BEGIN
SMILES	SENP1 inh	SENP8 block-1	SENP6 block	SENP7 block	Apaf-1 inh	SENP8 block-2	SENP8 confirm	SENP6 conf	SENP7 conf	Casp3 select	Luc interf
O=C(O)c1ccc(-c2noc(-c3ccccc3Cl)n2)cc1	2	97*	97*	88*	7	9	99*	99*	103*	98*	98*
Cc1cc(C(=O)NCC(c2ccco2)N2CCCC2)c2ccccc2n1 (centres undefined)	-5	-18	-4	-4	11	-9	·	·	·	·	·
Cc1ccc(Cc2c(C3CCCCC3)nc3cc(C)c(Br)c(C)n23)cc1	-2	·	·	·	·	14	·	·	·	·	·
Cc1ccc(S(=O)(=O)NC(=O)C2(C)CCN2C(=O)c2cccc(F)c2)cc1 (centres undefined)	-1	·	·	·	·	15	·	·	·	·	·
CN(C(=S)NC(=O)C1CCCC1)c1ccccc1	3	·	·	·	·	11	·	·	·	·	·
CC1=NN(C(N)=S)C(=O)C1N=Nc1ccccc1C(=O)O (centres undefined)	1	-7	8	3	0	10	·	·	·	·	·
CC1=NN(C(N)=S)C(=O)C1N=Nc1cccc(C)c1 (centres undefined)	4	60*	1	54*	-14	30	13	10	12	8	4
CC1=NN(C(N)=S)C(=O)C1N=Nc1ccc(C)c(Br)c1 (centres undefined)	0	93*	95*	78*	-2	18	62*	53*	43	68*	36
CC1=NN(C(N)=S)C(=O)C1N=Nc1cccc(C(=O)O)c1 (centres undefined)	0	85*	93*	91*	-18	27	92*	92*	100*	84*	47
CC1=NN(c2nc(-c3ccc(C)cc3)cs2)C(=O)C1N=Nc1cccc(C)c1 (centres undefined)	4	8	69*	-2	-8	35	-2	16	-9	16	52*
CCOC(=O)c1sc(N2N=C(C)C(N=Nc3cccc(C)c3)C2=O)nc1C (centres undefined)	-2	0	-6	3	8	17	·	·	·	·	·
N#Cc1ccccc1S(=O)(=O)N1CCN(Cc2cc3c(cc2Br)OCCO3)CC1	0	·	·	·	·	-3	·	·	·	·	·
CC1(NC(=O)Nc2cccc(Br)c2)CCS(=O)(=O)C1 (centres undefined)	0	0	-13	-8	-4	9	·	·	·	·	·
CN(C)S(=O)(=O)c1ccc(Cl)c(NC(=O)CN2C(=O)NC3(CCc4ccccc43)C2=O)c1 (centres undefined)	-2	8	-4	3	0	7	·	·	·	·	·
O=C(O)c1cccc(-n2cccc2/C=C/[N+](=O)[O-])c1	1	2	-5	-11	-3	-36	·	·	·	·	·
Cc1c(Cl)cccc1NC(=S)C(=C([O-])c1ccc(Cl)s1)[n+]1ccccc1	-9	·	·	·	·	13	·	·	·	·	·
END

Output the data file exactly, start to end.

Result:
SMILES	SENP1 inh	SENP8 block-1	SENP6 block	SENP7 block	Apaf-1 inh	SENP8 block-2	SENP8 confirm	SENP6 conf	SENP7 conf	Casp3 select	Luc interf
O=C(O)c1ccc(-c2noc(-c3ccccc3Cl)n2)cc1	2	97*	97*	88*	7	9	99*	99*	103*	98*	98*
Cc1cc(C(=O)NCC(c2ccco2)N2CCCC2)c2ccccc2n1 (centres undefined)	-5	-18	-4	-4	11	-9	·	·	·	·	·
Cc1ccc(Cc2c(C3CCCCC3)nc3cc(C)c(Br)c(C)n23)cc1	-2	·	·	·	·	14	·	·	·	·	·
Cc1ccc(S(=O)(=O)NC(=O)C2(C)CCN2C(=O)c2cccc(F)c2)cc1 (centres undefined)	-1	·	·	·	·	15	·	·	·	·	·
CN(C(=S)NC(=O)C1CCCC1)c1ccccc1	3	·	·	·	·	11	·	·	·	·	·
CC1=NN(C(N)=S)C(=O)C1N=Nc1ccccc1C(=O)O (centres undefined)	1	-7	8	3	0	10	·	·	·	·	·
CC1=NN(C(N)=S)C(=O)C1N=Nc1cccc(C)c1 (centres undefined)	4	60*	1	54*	-14	30	13	10	12	8	4
CC1=NN(C(N)=S)C(=O)C1N=Nc1ccc(C)c(Br)c1 (centres undefined)	0	93*	95*	78*	-2	18	62*	53*	43	68*	36
CC1=NN(C(N)=S)C(=O)C1N=Nc1cccc(C(=O)O)c1 (centres undefined)	0	85*	93*	91*	-18	27	92*	92*	100*	84*	47
CC1=NN(c2nc(-c3ccc(C)cc3)cs2)C(=O)C1N=Nc1cccc(C)c1 (centres undefined)	4	8	69*	-2	-8	35	-2	16	-9	16	52*
CCOC(=O)c1sc(N2N=C(C)C(N=Nc3cccc(C)c3)C2=O)nc1C (centres undefined)	-2	0	-6	3	8	17	·	·	·	·	·
N#Cc1ccccc1S(=O)(=O)N1CCN(Cc2cc3c(cc2Br)OCCO3)CC1	0	·	·	·	·	-3	·	·	·	·	·
CC1(NC(=O)Nc2cccc(Br)c2)CCS(=O)(=O)C1 (centres undefined)	0	0	-13	-8	-4	9	·	·	·	·	·
CN(C)S(=O)(=O)c1ccc(Cl)c(NC(=O)CN2C(=O)NC3(CCc4ccccc43)C2=O)c1 (centres undefined)	-2	8	-4	3	0	7	·	·	·	·	·
O=C(O)c1cccc(-n2cccc2/C=C/[N+](=O)[O-])c1	1	2	-5	-11	-3	-36	·	·	·	·	·
Cc1c(Cl)cccc1NC(=S)C(=C([O-])c1ccc(Cl)s1)[n+]1ccccc1	-9	·	·	·	·	13	·	·	·	·	·